And there was incredibly conflicting opinions. We had a list of dozens of names for the business. We had maybe half a dozen different designs of how this thing could look, and how it should communicate with customers, and they looked very, very opposite in a lot of situations, and some of the best advice that I got, that I would think is really valuable to pass along, was from Kirsten Green over at Forerunner, who’s still one of my closest friends and says, “This brand is only going to be unique and authentic if it manifests itself entirely how you feel it should be manifested. And that means you’re going to have to tell really smart people around the table, who you’re paying a lot of money, that you’re not going to take their advice.” And that was a really tough decision, because as an early entrepreneur, you’re getting the smartest people around the table, and you want to trust them to tell you what’s right.
But when it comes to something like your brand, as a founder, I think it’s really important that the spirit of it kind of lives within somebody. And it could be you, it could be a co-founder, it could be a friend, it could be a sibling, but when we launched, I think the brand, and the visuals, and the tone was different. It was very, very different, and when you look at some of that early media, and the early conversation, it really was around that. Like how are we talking to men? We’re talking to them authentically, we’re talking to them directly and bluntly. We’re kind of talking to them as if we’re their spunky younger sister, just telling them to kind of get off their ass and take care of the stuff they need to take care of.
And in fact, I have a younger sister who’s been telling me to do that for 20 years. And so, that was really authentic to me, and it was a huge bet. It was a huge risk, but I would pass that a long to a lot of people because I think it’s directly correlated with the success of the first week, and I think it’s directly correlated to our continued success, is that we try to be as authentic as possible internally about owning how we show up to customers, and how it looks to them, and how we talk to them, and it’s not manufactured. It’s not big design agencies telling us what to do. It’s very core to how we feel and that insight of what the customer needs to hear, kind of just from our own personal experience, and I think that’s what I would pass along to as many entrepreneurs that I could that are thinking of building companies. In particular, trying to build brands.
Kara Goldin: Yeah. I think you guys have done a great job of that. I mean, I’ve watched you since the beginning, and I think it’s clear that the founder’s voice is still coming through. Even though you guys have gotten bigger, I think it’s exciting. So, going into the Hers, and the Hims and Hers, so I would say that that’s probably the next big piece for you guys? I mean, is that kind of the focus if you were to look at what’s up for the next year?
Andrew Dudum: That’s right. Yeah, so in 2020, I don’t think I can share exactly what we’re launching, but there’s last I look well over 60 or 70 products coming out in this year. And so, essentially doubling the entire roster of the business. Most of them both on the Hims and Hers platform, and things that really affect the vast majority of the population. That’s really how we think about this, is who is struggling in the largest quantities, from a proportional standpoint, and then how can we bring them amazing, medically-backed products that have incredibly high efficacy, at more reasonable price points, in safer ways, in packaging, and designs, and tastes, and flavors, and smells that are really enjoyable, and make that experience just 100 times better.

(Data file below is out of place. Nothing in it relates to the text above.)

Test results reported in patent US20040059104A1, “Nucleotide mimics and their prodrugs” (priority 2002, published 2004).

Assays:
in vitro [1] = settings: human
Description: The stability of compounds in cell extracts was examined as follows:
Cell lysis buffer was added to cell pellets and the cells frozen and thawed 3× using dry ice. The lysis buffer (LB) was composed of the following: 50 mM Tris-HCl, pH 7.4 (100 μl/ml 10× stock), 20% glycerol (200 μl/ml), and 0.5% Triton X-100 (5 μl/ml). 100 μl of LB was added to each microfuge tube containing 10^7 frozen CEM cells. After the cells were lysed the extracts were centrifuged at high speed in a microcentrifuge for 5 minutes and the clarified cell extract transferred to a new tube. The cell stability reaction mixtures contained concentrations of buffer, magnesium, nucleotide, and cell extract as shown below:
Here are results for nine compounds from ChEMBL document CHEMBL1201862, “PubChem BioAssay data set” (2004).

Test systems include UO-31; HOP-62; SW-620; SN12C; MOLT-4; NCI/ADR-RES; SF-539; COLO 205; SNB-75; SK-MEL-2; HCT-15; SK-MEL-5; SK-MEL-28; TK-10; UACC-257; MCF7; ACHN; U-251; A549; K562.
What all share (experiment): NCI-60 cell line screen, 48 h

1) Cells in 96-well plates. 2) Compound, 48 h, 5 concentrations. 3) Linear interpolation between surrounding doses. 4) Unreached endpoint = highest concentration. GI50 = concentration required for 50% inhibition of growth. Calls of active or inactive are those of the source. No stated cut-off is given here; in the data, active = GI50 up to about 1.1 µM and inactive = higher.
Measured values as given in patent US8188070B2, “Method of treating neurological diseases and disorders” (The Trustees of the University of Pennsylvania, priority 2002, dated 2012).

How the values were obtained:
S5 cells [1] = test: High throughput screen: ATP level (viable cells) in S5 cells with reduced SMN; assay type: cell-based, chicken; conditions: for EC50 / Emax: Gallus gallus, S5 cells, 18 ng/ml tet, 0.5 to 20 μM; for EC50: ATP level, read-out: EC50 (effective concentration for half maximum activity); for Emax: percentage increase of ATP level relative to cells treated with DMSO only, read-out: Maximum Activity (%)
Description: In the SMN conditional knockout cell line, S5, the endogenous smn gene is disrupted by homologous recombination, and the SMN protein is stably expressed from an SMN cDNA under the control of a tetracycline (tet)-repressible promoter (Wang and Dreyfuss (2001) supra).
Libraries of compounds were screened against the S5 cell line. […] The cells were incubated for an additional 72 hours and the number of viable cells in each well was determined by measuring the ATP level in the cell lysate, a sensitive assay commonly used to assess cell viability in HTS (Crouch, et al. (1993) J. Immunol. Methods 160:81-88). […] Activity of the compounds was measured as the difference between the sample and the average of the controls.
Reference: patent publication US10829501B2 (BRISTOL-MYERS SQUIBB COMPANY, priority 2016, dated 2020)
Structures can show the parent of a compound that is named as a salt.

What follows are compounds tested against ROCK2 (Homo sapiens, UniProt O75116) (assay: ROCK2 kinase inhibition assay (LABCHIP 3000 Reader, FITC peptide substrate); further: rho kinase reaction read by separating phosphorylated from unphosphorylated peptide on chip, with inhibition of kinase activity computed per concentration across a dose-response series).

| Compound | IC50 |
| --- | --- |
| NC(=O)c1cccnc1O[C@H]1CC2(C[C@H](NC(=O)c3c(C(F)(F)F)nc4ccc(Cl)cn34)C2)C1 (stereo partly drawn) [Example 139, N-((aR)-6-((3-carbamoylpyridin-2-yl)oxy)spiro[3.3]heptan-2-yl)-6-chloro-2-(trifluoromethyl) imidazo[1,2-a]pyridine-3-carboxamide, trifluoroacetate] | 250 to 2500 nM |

And so, that’s kind of how we think about the world, and Hims and Hers uniting as one I think is a really important step to that, because this platform of digital health, where you can pick up your phone, get access to an expert, get access to a doctor across anything, from sexual health, dermatology, menopause, sleep, anxiety, cholesterol, and this is the future. There’s no question. And in the next five and six years, you’re going to be seeing a huge shift of the consumers deciding to do what they love doing, which pick up their phone and get the thing they need. And we really plan on being that brand that people trust to come to, and so we’re really excited about 2020.
I think by the end of the year, the amount of customers we’ll be able to help, the amount of people around the country we’ll be able to help is going to be step functions larger, and with two or three times the amount of conditions that people can trust us with.
Kara Goldin: And are you guys 100% online sales today?
Andrew Dudum: That’s correct. Yeah, the business today is entirely an online business, where you can come directly on forhims or forhers.com, and get access to any of these experts and products that you need.
Kara Goldin: That’s awesome, and where do people find you, Andrew? Are you, all of your wisdom, and from building not just this company, but lots of other successful startups along the way, where can people reach out to you?
Andrew Dudum: Yeah. Well, I frequent the Philz Coffee in Noe Valley pretty often.
Kara Goldin: Right on. Very good place.
Andrew Dudum: You can always hunt me down there. My email is [email protected], so anybody can shoot me an email at any time. But yeah, I love helping entrepreneurs. I love helping teams. So, I’m always available for those that are really thoughtful and interested in getting some advice.
Kara Goldin: That’s terrific. Well, thanks so much for your time. You guys go and check out forhims and forhers.com, and definitely follow Andrew, as well, and see what he’s up to. So, thanks again.
Andrew Dudum: Thank you so much.
People Also Liked
Rob LoCascio – Founder & CEO of LivePerson Inc.
Esther Wojcicki – Co-Founder of TractLearning, Inc. and Founder of the Palo Alto High School Media Arts Program
Laney Crowell – Founder and CEO of Saie Beauty
Arlan Hamilton – Founder and Partner at Backstage Capital
Gloria Hwang – Founder and CEO of Thousand